A report from the National Academy of Sciences examines the problem of oil in our oceans. How much is there, where is it from, and what does it do? Anna Solomon-Greenbaum highlights the report’s findings.
CURWOOD: It’s Living on Earth. I’m Steve Curwood. Coming up: Neither snow nor sleet keeps our snowplowing poet from his appointed rounds. But first: Think of oil in the oceans these days, and images of shipwrecked tankers like the one off the coast of Spain probably jump to mind. A recent report put out by the National Academy of Sciences says that some 29 million gallons of petroleum enter North American ocean waters every year as a result of human activity. But the sheer volume of oil is only part of the story. Much of the Academy report tells us where the oil comes from, and what happens to it when it gets into the ocean. Living on Earth’s Anna Solomon-Greenbaum has details.
SOLOMON-GREENBAUM: The results of the Academy’s research may surprise the average person who probably thinks "Exxon Valdez" when the words "oil" and "ocean" are mixed. The report finds tanker spills and pipeline leaks are responsible for less than 10 percent of the oil released by humans into the oceans each year. Most of the oil, 85 percent of it, comes from seemingly minor sources, like your uncle’s outboard motor, the oil that drips from your car, or the fuel that’s dumped by airlines. In the past, the impact of these various sources has been hard to measure, and not nearly as dramatic as blackened shorelines and dead birds left by a major oil spill. Dan Walker, staff scientist on the Academy report, says the little spills are more significant than imagined.
WALKER: We’re talking about a few ounces each year that each one of us accidentally release. But there’s a lot of us, and it tends to accumulate. And what we’re seeing is, is that, in many cases, there seems to be a clear-cut relationship between these low concentrations of some of these toxic compounds, and adverse effects on marine organisms.
SOLOMON-GREENBAUM: Walker says oil companies have dramatically reduced the amount of oil spilled from tankers, wells and pipelines. And the industry says their operations are safer than ever before. But environmental groups warn vigilance is still needed.
SPEER: How much oil is only one part of the equation.
SOLOMON-GREENBAUM: Lisa Speer is a senior policy analyst at the Natural Resources Defense Council. The Academy’s report, she points out, finds even a small spill can have a big impact if it ends up in a sensitive ecosystem. Speer says land runoff is the number one source of coastal pollution in America, and she’s glad to see it getting more attention.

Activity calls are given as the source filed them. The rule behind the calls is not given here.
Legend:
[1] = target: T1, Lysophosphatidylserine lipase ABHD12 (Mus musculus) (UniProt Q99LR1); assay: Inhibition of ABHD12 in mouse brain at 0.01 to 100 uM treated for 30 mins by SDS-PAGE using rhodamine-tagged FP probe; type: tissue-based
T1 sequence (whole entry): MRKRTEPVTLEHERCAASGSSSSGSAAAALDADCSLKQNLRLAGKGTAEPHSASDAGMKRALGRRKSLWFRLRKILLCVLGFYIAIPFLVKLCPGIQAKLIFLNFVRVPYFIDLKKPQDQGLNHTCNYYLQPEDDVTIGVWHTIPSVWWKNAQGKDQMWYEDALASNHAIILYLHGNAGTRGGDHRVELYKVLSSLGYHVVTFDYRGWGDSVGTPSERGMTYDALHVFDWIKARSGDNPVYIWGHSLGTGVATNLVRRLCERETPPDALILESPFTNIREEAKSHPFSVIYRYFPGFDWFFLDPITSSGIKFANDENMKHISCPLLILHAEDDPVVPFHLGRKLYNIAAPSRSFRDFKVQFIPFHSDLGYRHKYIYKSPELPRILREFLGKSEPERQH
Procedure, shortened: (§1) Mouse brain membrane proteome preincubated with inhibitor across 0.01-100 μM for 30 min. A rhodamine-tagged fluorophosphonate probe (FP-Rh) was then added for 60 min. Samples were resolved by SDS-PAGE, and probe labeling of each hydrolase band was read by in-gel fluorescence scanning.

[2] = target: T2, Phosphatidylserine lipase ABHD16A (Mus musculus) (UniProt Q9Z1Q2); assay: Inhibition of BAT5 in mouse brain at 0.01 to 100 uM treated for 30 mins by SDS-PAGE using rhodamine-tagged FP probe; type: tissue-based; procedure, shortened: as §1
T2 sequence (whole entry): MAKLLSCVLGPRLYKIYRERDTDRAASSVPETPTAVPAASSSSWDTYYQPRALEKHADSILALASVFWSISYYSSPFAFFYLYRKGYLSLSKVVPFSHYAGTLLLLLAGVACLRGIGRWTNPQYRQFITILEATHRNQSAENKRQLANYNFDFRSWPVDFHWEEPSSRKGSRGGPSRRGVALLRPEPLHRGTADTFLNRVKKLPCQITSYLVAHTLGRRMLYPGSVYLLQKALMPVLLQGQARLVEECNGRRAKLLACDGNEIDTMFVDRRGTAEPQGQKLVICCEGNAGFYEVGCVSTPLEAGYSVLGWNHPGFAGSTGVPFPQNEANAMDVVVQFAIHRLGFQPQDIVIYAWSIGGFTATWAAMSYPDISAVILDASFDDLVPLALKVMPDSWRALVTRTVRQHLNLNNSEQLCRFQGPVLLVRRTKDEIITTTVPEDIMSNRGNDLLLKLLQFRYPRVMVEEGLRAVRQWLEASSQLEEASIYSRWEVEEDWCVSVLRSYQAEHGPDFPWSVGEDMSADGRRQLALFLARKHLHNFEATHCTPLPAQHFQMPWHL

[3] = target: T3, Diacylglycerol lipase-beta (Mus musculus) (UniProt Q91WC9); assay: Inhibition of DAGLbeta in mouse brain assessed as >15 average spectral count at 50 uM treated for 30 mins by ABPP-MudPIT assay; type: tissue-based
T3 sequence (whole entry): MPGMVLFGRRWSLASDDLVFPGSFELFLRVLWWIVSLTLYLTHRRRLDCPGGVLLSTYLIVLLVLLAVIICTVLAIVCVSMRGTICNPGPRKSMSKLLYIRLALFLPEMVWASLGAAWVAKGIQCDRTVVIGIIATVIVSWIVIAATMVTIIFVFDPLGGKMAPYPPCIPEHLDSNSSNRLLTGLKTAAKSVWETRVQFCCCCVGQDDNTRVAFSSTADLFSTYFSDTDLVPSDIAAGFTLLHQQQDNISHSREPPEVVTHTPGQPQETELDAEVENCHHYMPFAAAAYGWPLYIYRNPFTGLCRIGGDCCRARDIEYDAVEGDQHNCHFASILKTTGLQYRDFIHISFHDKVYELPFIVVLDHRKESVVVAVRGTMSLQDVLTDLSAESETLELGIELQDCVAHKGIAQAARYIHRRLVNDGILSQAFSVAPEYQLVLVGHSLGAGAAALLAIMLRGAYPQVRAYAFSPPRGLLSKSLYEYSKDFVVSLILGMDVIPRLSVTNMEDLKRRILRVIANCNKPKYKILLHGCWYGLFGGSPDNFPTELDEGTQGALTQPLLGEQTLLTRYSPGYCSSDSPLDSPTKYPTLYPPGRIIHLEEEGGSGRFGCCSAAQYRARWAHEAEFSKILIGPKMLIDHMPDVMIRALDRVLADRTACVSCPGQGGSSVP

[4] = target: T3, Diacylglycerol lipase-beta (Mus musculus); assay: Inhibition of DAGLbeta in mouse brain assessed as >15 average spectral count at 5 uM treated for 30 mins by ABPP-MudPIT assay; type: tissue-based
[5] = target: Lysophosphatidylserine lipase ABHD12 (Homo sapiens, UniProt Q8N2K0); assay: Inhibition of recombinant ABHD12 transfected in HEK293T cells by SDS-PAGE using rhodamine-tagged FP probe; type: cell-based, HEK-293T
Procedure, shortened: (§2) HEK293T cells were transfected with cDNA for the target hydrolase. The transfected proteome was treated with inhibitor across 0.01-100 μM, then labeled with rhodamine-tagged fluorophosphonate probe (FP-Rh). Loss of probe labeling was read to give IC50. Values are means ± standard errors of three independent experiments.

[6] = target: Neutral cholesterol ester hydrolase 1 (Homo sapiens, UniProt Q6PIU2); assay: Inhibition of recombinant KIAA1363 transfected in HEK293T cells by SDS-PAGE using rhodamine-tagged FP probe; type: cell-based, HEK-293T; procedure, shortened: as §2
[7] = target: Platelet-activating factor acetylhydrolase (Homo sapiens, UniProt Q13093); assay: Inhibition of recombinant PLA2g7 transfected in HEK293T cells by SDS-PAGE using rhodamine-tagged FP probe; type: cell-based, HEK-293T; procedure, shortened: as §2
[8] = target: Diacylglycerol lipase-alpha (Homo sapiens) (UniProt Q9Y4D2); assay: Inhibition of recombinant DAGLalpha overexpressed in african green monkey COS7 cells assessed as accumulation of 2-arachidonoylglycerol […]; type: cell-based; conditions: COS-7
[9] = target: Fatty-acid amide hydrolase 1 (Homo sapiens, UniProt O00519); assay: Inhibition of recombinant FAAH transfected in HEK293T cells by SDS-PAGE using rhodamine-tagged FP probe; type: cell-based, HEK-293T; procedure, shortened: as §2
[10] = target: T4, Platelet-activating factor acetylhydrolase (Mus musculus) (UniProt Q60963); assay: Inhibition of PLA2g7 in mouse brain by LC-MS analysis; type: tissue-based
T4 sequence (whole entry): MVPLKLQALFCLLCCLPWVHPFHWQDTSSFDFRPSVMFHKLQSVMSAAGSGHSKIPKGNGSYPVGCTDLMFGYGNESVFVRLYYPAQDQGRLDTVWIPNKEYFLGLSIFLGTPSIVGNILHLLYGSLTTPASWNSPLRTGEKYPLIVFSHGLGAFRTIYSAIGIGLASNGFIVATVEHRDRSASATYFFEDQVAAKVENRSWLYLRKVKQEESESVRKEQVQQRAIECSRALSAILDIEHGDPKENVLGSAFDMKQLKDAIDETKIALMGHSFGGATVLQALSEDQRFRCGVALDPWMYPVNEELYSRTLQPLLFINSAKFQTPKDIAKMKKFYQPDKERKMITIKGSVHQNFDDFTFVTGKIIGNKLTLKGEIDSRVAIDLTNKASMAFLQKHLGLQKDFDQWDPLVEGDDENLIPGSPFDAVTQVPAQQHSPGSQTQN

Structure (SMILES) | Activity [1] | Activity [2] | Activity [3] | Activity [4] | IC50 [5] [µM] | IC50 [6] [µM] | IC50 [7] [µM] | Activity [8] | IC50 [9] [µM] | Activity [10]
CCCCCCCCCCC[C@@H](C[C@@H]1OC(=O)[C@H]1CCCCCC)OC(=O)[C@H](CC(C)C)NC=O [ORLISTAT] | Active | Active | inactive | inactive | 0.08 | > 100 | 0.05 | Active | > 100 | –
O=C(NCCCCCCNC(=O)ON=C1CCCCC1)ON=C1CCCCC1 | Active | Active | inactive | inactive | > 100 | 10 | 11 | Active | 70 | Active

SPEER: But that doesn’t mean that we can ignore the threats posed by offshore oil and gas development and transportation in sensitive areas. We need to do these things together. And we need to keep working towards reducing pollutants that get into our oceans, both through land-based runoff, as well as through major oil spills.
SOLOMON-GREENBAUM: Both land-based runoff and oil spills at sea are dwarfed by a third source of oil in the oceans, natural seeps from the seabed. Their impact is unique, according to Dan Walker, because organisms living near these seeps have, for the most part, adapted to the toxic compounds that petroleum unleashes in their ecosystem. Still, Walker says, natural seeps can make good study sites for scientists trying to understand the slow, subtle effects of oil from land-based runoff.
WALKER: That gives us a little bit of a idea of how the introduction of large amounts of petroleum, a little bit at a time, small dribs and drabs, but everyday, over the course of many, many years, how that can effect an ecosystem.
SOLOMON-GREENBAUM: Policymakers have been exploring ways to control runoff. So far, most of their effort has focused on nutrient runoff from pesticides and waste. The Academy’s report may raise the profile of petroleum runoff as another part of the problem. For Living on Earth, I’m Anna Solomon-Greenbaum in Washington.
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